Behat and CSS testing

Behat logoIt often happens that new Drupal website components display differently on different pages, or that CSS changes affect one page differently from other pages. With most coding, regression testing is used to trap for these sorts of issues. Even with the most popular test engines – CasperJS, Karma, Jasmine – you cannot create back-end unit tests. This is why, for testing Drupal sites, our QA team chose the Behat framework. The question is: Can we use Behat to test our site for visual consistency as effectively as we use it to test, say, JavaScript? Can we use Behat to test our CSS?

A lot of factors need to be taken into account for visual styles testing: position, dimension, color, font, background image – it’s a long, long list of potential parameters. The time spent on test creation can as much as actually creating new functionality! And, by the end, the probability of new bugs is not excluded…

I found CSS testing perceptual diff, as in PhantomCSS, very useful. The pros and cons of this method are discussed in depth by software engineer Brett Slatkin in this video:

 

Of particular interest is the case of new features appearing in places where they should not appear. And even an impressive set of tests doesn’t detect a bug!

1px_single_element_changeBecause I plan on using functional unit testing and CSS test in one box, I found a couple of perceptual diff Behat extensions:

https://packagist.org/packages/cevou/behat-screenshot-compare-extension

https://packagist.org/packages/zodyac/behat-failure-screenshot-extension

Both are built around the Imagick PHP extention and using the compare() function. I also used the cropImage() function to compare parts of the page. Creating a perceptual diff test is very simple and effective. The comparison function returns TRUE as if successful, which simplifies the process of test automation.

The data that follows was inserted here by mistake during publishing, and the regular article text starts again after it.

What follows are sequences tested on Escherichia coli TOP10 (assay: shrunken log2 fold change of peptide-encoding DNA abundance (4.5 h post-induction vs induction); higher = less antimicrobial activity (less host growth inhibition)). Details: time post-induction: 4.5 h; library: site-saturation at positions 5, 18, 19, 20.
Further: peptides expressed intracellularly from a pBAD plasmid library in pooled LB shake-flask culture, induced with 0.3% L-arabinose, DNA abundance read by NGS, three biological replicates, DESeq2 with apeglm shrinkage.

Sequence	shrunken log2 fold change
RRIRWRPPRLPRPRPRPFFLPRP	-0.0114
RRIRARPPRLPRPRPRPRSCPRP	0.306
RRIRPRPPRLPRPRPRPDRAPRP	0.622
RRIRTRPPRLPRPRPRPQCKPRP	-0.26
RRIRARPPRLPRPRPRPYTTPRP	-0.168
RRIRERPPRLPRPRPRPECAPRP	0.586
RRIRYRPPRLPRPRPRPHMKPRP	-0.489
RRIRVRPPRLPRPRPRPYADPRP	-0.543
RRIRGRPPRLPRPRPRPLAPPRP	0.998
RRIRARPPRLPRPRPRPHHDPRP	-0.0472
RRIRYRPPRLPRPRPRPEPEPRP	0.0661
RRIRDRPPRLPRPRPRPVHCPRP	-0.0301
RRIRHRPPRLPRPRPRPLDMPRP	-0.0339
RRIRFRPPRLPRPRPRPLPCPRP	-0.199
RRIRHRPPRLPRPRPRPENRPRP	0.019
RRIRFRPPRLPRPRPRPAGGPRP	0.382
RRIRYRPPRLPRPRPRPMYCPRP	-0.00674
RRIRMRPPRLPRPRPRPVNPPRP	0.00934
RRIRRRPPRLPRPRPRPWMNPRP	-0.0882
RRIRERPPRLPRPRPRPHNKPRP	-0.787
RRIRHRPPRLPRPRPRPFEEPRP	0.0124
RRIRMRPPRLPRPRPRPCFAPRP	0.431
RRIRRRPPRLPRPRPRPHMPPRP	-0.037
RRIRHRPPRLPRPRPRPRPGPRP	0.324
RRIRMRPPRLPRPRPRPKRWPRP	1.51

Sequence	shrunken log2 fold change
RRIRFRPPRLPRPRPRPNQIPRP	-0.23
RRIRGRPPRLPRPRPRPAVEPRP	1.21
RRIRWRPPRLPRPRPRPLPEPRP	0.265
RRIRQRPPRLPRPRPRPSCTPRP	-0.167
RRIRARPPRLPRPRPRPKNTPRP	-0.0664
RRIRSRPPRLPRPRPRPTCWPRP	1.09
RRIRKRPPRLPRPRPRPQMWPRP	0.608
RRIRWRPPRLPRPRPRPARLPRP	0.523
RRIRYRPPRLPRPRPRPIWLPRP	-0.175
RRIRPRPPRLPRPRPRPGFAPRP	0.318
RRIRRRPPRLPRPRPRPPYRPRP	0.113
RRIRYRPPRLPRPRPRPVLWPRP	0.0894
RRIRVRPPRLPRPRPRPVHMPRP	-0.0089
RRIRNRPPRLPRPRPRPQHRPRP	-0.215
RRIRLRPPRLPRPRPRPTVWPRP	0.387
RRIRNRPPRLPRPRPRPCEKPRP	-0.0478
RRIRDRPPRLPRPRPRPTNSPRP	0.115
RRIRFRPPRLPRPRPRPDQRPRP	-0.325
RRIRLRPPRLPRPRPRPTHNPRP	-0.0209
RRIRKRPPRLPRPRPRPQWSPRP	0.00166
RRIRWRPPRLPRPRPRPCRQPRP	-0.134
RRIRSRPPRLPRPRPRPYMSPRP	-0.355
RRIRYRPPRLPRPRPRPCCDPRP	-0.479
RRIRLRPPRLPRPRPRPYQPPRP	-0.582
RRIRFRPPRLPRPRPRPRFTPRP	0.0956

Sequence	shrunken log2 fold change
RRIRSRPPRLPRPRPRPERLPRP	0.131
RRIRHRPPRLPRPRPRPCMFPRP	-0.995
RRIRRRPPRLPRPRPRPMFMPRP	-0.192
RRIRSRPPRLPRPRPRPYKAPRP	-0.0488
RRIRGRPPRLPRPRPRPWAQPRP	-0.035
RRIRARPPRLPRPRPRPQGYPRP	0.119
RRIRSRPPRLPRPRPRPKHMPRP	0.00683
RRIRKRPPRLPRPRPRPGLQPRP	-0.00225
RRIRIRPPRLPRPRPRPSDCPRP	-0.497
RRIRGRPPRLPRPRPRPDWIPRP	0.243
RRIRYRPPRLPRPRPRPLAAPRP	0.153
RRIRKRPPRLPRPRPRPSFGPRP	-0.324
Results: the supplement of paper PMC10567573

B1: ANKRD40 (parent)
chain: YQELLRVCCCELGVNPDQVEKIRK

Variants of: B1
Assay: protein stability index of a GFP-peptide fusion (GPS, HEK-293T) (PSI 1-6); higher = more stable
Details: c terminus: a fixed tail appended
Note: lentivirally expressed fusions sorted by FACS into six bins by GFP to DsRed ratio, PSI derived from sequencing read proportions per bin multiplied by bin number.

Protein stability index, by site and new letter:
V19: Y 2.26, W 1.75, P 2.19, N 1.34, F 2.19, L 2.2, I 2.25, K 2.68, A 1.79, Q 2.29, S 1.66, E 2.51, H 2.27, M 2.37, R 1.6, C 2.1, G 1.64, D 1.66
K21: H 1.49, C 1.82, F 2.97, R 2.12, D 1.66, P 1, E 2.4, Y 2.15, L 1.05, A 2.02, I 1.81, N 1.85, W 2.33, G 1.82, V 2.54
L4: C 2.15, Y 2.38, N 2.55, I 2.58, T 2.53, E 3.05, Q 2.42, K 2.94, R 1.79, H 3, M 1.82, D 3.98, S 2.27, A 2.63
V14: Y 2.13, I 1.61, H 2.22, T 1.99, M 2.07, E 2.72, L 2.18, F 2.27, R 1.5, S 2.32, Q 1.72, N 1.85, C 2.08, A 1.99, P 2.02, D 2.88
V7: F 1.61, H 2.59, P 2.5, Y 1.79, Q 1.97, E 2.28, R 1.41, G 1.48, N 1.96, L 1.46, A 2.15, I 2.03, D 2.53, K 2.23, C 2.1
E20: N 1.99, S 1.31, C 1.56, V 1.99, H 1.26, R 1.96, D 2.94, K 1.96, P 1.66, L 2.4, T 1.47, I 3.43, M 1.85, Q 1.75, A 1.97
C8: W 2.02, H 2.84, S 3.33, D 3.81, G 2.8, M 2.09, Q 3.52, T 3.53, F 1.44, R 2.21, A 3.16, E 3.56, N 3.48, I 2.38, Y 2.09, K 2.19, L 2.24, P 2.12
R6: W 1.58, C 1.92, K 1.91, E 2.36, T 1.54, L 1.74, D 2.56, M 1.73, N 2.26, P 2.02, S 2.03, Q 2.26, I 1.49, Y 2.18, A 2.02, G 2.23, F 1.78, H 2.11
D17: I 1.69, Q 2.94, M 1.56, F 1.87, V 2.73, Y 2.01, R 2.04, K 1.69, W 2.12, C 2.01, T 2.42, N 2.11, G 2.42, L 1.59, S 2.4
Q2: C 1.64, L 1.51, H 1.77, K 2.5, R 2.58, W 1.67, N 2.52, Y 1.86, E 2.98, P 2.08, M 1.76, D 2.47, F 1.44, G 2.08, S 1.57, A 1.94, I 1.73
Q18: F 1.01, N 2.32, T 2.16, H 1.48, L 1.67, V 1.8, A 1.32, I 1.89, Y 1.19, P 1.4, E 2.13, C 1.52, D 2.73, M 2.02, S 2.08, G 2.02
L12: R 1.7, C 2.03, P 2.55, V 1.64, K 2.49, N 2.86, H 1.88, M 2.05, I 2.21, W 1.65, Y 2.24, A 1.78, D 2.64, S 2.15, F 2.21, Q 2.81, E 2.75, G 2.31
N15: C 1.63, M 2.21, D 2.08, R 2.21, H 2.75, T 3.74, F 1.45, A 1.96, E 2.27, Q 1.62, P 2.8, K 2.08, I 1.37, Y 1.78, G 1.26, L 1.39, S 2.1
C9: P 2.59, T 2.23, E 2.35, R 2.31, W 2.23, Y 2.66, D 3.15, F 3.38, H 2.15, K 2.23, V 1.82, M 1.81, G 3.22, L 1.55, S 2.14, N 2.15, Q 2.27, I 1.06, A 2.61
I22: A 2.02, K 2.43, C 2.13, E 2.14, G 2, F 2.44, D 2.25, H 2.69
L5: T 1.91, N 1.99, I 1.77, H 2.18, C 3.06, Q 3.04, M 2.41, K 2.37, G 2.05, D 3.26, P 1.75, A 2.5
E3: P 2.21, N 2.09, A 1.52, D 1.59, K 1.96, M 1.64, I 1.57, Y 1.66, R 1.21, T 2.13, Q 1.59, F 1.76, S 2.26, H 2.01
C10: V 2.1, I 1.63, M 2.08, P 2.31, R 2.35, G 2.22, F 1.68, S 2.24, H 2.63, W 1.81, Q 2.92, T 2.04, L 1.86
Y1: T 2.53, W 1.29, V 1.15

To make my test more effective, I divided the page into blocks that have the same selectors and compared only those data blocks. Finally, when my test was finished, the QA engineer only had to write a single line feature:

This is another advantage of the Behat: for a better presentation of the results of tests, provide an example result of the comparison block changes from one block size 1px.

Of course, CSS tests should also be conducted so you understand more clearly the reason for a test’s failure. But it’s not necessary to check all styles of the design layout. Time spent writing solid, high quality perceptual diff tests means faster execution speed and more precisely defined errors.

4 thoughts on “Behat and CSS testing

  1. Solid article!
    But you know, those mentioned extensions for behat are so outdated to use.
    They were started and dropped in 2012. And didn’t came out from ‘alpha’.

    So the only option is to write smth simular by yourself.

  2. That’s true Alex. For my task I have wrote my own code. It’s not too much of work and you can use extensions in the article as example.

  3. If you need quick and easy CSS testing automation, I would suggest you trying Screenster (http://screenster.io). It does not require coding and can be regarded an alternative to Selenium for visual/CSS testing tasks.

    Screenster is a UI testing tool which performs screenshot-based comparison of different versions of your web pages. First it creates a visual baseline for a page, taking a screenshot for each user action. During the next run it takes a new screenshot at each step, compares it with the one from baseline and highlights differences. It also has a number of features for easy maintenance of tests.

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